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Urgent- which heating system?

  • 07-11-2021 8:41am
    #1
    Registered Users Posts: 67 ✭✭ niteowl1


    Currently have no heating and need to make a decision... my house is 3200 sq feet and was built in 2007. It has underfloor upstairs and downstairs and doube glazed windows. My BER is a B2 with a Heat loss indicator of 1.85.

    I have been quoted for a Thermia 16kW iTec Eco Air to Water Heat Pump.

    I'm also considering a condenser oil boiler.

    Just can't decide what is the best route. I will have a high outlay with heat pump (around 10,000 incl. Grant) ,unknown electricity bills and then then to factor in annual service.

    On the other hand the price of oil is going up and will my underfloor guzzle oil?


    How do I decide? Any advice or experiences welcome. Thanks in advance!

    Post edited by niteowl1 on


Comments

  • Registered Users Posts: 9,098 ✭✭✭ antoinolachtnai


    What did you have before? How much energy did you per year to run it?

    are you in an inland county or near the coast?

    maintenance on the heat pump? Maintenance on the oil boiler would be more significant I would have thought.

    what are your expectations in terms of heat delivery? Do you want to be able to heat up the house quickly?

    does your heat pump provider experienced and come well recommended?

    You really need to go through all this with the heat pump people and see if it is suitable. If it were me I would go the heat pump way but it all depends on the factors above and maybe other factors specific to your house.



  • Registered Users Posts: 2,975 ✭✭✭ graememk


    No experience with them but have been looking into them lately, like to know options so I'm not rushed into something.

    Do you know how much oil is being used per year? Or is this house new to you? You are in a good position with a heatpump, with UFH everywhere.

    I done some napkin math for a high temp heat pump for rads (lowish COP) on another thread : https://www.boards.ie/discussion/comment/118096349/#Comment_118096349 but with UFH you should easily reach a COP of 4-5 (increasing the savings)

    The condensing boilers can hit 97%+ when they are run at a "low" water temperature too, but has to be sized accordingly.



  • Registered Users Posts: 6,467 ✭✭✭ the_amazing_raisin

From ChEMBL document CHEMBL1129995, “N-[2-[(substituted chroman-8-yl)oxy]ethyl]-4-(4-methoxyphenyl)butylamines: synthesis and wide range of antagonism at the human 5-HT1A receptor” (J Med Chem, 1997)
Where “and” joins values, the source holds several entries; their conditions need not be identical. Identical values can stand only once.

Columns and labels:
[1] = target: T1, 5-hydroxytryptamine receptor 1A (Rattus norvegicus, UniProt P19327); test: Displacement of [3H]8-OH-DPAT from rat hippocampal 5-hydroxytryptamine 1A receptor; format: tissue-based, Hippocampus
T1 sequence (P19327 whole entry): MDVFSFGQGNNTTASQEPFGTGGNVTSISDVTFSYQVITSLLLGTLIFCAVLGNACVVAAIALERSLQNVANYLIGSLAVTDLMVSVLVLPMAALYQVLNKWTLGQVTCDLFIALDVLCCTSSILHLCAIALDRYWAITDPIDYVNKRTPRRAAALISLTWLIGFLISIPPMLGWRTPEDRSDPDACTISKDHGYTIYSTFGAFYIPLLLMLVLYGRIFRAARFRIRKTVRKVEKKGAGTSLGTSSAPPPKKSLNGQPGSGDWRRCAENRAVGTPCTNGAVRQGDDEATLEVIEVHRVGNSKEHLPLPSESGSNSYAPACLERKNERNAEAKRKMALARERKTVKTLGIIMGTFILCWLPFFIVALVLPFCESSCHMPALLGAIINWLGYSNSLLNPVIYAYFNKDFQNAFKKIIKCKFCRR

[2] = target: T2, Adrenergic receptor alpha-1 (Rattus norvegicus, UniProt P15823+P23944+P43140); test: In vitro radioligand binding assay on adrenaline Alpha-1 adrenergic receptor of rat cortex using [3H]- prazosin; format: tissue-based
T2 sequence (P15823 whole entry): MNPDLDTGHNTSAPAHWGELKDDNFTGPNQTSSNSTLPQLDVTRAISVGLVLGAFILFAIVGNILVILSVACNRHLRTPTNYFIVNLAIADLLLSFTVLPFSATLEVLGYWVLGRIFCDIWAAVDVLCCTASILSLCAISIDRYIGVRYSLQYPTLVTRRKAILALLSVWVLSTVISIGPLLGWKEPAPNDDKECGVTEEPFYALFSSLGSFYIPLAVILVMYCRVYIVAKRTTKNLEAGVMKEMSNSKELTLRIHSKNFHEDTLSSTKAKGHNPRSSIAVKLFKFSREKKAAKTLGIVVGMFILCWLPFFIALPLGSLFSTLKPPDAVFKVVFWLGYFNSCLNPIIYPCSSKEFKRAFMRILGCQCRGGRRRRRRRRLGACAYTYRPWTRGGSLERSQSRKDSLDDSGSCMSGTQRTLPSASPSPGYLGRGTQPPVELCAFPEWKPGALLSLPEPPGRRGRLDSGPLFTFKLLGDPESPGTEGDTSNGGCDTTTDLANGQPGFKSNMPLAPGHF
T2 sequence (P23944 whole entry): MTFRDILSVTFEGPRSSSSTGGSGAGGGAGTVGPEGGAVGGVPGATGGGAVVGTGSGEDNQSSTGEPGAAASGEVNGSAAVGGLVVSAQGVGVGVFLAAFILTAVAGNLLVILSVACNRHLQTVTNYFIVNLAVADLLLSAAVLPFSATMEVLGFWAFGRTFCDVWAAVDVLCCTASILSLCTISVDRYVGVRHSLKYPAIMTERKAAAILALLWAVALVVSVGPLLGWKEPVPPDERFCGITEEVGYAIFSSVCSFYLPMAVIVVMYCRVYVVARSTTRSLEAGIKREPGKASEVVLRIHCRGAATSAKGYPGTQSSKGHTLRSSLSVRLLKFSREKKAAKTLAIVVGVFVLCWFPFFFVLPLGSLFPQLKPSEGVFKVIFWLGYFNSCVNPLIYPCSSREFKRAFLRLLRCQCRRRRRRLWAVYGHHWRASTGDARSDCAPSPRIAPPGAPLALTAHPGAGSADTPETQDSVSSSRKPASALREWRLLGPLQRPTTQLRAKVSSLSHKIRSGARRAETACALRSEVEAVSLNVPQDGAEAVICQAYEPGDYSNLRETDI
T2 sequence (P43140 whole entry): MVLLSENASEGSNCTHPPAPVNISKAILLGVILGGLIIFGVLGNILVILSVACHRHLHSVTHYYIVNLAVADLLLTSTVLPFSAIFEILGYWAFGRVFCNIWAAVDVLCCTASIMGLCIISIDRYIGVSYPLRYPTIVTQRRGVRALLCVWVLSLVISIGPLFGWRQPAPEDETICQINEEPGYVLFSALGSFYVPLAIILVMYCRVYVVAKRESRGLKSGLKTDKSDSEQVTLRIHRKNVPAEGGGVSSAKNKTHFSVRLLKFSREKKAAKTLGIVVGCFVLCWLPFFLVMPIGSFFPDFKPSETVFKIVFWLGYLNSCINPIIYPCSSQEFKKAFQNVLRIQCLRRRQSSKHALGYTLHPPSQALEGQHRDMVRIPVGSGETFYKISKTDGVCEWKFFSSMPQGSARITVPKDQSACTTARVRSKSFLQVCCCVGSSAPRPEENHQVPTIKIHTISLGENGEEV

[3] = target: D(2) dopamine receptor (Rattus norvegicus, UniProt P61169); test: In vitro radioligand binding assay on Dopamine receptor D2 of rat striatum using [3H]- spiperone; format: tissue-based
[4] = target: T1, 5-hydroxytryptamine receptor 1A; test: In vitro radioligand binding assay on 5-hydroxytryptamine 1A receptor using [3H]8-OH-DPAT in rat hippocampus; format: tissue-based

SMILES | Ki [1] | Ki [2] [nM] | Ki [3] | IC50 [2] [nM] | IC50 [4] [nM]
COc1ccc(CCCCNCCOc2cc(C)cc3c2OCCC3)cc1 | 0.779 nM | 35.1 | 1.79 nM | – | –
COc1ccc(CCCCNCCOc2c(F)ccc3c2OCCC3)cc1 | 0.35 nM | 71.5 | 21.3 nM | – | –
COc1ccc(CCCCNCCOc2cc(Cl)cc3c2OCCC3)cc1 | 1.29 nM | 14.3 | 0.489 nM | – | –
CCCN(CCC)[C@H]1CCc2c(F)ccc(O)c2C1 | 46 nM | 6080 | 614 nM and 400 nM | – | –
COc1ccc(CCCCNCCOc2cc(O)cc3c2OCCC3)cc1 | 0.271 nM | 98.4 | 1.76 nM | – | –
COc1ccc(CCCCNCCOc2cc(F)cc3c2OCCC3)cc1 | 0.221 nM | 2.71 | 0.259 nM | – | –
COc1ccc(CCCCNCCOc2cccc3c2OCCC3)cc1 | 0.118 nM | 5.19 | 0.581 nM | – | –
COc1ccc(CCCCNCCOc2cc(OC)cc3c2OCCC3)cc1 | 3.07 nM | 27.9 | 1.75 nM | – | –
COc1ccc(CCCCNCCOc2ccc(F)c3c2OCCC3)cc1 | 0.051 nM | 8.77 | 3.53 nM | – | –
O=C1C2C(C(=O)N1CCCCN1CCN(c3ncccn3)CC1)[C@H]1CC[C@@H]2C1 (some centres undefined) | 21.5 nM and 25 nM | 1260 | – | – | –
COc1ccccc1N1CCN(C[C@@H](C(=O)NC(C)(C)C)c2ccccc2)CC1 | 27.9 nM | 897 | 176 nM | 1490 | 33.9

I've an air source heat pump with radiators and it works fine. Our house is around half the size of yours and is A3 or A2 rated. We've a 6kW Dimplex and it does the job


    The main thing to get used to with heat pumps is they don't really heat up very quickly, so it's best to leave the heating and hot water on a setpoint and rely on the thermostats to control your heating

    In terms of brands, do your research and ensure whatever brand you go with has decent support and experience in the field. Personally I'd only go with fitters who are officially certified by the brand


    One handy aspect of an air source heat pump is that if you get solar panels your can get cheap hot water or heating in summer, you can't do that with oil



  • Registered Users Posts: 67 ✭✭ niteowl1



    I have geothermal up until now. A disaster from Day 1 but that's another story!! I am not prepared to spend any more money on it now. I use about 12,500 kWh per year, that would be for both heating and general household usage. About 55-60% at day rate and 40-45% at night rate. I'm inland in Co. Limerick

    The reason I mentioned maintenance of heat pump is that I've heard that it costs about €150 per year to service them but maybe that is incorrect?

    I am used to heat from geothermal so am aware that heat from heat pump with ufh is not instant. That's no problem.

    Yes air to water provider is very experienced and highly recommended.

    I'm afraid of more faults and breakdowns, high bills and a few people are saying that I won't make my money back as the compressor can go from 10 years on...



  • Registered Users Posts: 67 ✭✭ niteowl1


    No oil. I had geothermal up to now. Used about 12,500 kWh per year for heating and all general household usage



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  • Registered Users Posts: 2,975 ✭✭✭ graememk


    You're supposed to get the oil burner serviced every year too so I'd say that point is moot.

    As your moving from a heat pump to a heat pump. Ground source is supposed to be more efficient but as your having issues.. I can see why your going to an air to water system.

    Say 5000 kwh for house hold usage. Thats 7000kwh of electricity used for heat. Lets say an average COP of 3, that's 21,000 kwh of heat put into the house.

    10Kwh/litre of oil, and assume 90% efficiency that's roughly 2300L of oil. Which is currently about 85c. that's 2k a year on oil.

    7000kwh at 20c (tbh a bit high for electricity) is 1400. Suppose that would answer your oil question. The install of oil isn't just the burner, its also the oil tank too to bear in mind.



  • Registered Users Posts: 11,342 ✭✭✭✭ KCross


    I'm a little confused by your posts.

    You have a Ground source heat pump which is/has been giving trouble and you need to change it out for something else. You're considering an air to water heat pump? Is that it?